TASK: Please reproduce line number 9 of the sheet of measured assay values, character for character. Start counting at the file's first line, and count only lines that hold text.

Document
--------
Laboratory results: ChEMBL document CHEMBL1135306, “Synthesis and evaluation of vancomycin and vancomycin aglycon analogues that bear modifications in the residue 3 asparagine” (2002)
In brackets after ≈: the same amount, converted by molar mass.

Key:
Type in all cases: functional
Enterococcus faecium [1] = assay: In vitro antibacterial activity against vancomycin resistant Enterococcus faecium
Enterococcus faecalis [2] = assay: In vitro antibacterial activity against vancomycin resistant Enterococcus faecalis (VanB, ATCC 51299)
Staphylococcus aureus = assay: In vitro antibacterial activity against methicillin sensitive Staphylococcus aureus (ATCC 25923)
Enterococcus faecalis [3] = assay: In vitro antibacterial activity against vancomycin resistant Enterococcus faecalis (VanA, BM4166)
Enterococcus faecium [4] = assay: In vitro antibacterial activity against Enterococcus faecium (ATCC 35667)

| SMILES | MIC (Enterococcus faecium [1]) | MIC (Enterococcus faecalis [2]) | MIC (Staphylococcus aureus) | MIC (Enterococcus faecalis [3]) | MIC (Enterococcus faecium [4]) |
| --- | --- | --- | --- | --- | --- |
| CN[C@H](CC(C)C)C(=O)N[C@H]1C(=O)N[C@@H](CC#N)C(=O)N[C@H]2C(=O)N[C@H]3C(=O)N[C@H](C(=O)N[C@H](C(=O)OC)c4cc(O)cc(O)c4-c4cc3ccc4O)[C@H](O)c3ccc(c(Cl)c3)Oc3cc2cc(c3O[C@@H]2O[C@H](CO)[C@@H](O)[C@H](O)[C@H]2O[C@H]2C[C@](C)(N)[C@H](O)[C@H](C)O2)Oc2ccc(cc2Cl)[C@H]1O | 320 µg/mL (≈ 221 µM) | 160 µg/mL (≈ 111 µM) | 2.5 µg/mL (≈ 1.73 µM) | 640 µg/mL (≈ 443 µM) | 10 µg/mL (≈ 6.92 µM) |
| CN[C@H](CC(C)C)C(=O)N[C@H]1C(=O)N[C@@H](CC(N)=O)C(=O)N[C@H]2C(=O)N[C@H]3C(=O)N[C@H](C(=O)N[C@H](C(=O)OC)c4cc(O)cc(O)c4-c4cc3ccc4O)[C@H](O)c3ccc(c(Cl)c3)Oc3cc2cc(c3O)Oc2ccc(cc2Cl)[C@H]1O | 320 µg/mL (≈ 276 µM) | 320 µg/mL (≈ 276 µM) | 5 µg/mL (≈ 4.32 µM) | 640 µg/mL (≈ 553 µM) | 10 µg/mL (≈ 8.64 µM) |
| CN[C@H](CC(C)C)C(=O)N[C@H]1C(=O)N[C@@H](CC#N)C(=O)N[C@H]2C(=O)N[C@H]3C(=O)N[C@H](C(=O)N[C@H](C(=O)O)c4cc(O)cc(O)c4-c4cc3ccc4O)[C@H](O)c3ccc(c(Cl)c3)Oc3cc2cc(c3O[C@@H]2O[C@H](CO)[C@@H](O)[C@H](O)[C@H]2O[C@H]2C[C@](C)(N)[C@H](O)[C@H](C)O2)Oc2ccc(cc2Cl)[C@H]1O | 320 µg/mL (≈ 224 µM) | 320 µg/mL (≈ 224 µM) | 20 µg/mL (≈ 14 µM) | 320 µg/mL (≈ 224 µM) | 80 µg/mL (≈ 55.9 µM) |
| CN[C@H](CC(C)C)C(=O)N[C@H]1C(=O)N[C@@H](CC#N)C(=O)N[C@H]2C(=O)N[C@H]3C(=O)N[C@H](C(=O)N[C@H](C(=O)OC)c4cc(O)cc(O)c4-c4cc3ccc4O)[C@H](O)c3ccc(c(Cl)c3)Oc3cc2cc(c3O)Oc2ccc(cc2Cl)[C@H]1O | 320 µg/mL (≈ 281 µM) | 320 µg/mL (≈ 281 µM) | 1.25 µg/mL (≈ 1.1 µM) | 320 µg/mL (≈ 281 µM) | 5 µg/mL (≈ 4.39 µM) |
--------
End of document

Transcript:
Enterococcus faecium [4] = assay: In vitro antibacterial activity against Enterococcus faecium (ATCC 35667)